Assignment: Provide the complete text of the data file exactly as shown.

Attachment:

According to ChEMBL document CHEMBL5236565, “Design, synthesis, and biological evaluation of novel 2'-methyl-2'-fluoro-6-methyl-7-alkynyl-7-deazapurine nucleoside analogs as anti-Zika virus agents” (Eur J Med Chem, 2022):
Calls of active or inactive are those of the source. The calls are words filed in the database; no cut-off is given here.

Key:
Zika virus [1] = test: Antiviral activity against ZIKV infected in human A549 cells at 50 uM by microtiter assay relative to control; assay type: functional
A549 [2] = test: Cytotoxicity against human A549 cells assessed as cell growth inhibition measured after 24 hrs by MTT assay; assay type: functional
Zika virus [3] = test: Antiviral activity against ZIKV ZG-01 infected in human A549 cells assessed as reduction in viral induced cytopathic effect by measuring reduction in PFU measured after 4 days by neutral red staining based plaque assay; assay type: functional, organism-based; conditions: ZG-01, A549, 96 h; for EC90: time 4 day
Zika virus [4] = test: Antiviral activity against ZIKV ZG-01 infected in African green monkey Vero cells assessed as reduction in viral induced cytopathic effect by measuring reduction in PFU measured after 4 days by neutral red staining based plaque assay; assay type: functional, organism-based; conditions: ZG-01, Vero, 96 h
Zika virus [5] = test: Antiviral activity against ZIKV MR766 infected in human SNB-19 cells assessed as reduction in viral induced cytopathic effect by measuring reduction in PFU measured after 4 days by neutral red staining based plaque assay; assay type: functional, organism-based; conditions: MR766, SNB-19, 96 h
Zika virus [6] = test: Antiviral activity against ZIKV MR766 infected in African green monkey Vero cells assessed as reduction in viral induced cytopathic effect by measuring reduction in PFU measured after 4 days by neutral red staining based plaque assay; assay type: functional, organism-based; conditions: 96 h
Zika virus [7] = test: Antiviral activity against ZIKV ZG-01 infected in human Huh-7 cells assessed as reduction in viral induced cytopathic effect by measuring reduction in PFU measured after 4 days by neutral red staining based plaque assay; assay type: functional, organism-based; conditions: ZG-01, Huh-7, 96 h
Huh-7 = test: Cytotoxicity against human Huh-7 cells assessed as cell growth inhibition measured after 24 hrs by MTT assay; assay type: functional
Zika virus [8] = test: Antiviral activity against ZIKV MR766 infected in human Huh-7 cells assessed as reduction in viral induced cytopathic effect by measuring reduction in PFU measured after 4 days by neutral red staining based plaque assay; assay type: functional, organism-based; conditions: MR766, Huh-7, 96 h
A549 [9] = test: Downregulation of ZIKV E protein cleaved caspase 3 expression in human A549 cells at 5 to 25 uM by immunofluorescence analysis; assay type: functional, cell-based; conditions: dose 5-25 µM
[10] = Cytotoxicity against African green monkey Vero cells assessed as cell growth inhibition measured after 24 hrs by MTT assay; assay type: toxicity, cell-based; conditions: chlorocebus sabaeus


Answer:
According to ChEMBL document CHEMBL5236565, “Design, synthesis, and biological evaluation of novel 2'-methyl-2'-fluoro-6-methyl-7-alkynyl-7-deazapurine nucleoside analogs as anti-Zika virus agents” (Eur J Med Chem, 2022):
Calls of active or inactive are those of the source. The calls are words filed in the database; no cut-off is given here.

Key:
Zika virus [1] = test: Antiviral activity against ZIKV infected in human A549 cells at 50 uM by microtiter assay relative to control; assay type: functional
A549 [2] = test: Cytotoxicity against human A549 cells assessed as cell growth inhibition measured after 24 hrs by MTT assay; assay type: functional
Zika virus [3] = test: Antiviral activity against ZIKV ZG-01 infected in human A549 cells assessed as reduction in viral induced cytopathic effect by measuring reduction in PFU measured after 4 days by neutral red staining based plaque assay; assay type: functional, organism-based; conditions: ZG-01, A549, 96 h; for EC90: time 4 day
Zika virus [4] = test: Antiviral activity against ZIKV ZG-01 infected in African green monkey Vero cells assessed as reduction in viral induced cytopathic effect by measuring reduction in PFU measured after 4 days by neutral red staining based plaque assay; assay type: functional, organism-based; conditions: ZG-01, Vero, 96 h
Zika virus [5] = test: Antiviral activity against ZIKV MR766 infected in human SNB-19 cells assessed as reduction in viral induced cytopathic effect by measuring reduction in PFU measured after 4 days by neutral red staining based plaque assay; assay type: functional, organism-based; conditions: MR766, SNB-19, 96 h
Zika virus [6] = test: Antiviral activity against ZIKV MR766 infected in African green monkey Vero cells assessed as reduction in viral induced cytopathic effect by measuring reduction in PFU measured after 4 days by neutral red staining based plaque assay; assay type: functional, organism-based; conditions: 96 h
Zika virus [7] = test: Antiviral activity against ZIKV ZG-01 infected in human Huh-7 cells assessed as reduction in viral induced cytopathic effect by measuring reduction in PFU measured after 4 days by neutral red staining based plaque assay; assay type: functional, organism-based; conditions: ZG-01, Huh-7, 96 h
Huh-7 = test: Cytotoxicity against human Huh-7 cells assessed as cell growth inhibition measured after 24 hrs by MTT assay; assay type: functional
Zika virus [8] = test: Antiviral activity against ZIKV MR766 infected in human Huh-7 cells assessed as reduction in viral induced cytopathic effect by measuring reduction in PFU measured after 4 days by neutral red staining based plaque assay; assay type: functional, organism-based; conditions: MR766, Huh-7, 96 h
A549 [9] = test: Downregulation of ZIKV E protein cleaved caspase 3 expression in human A549 cells at 5 to 25 uM by immunofluorescence analysis; assay type: functional, cell-based; conditions: dose 5-25 µM
[10] = Cytotoxicity against African green monkey Vero cells assessed as cell growth inhibition measured after 24 hrs by MTT assay; assay type: toxicity, cell-based; conditions: chlorocebus sabaeus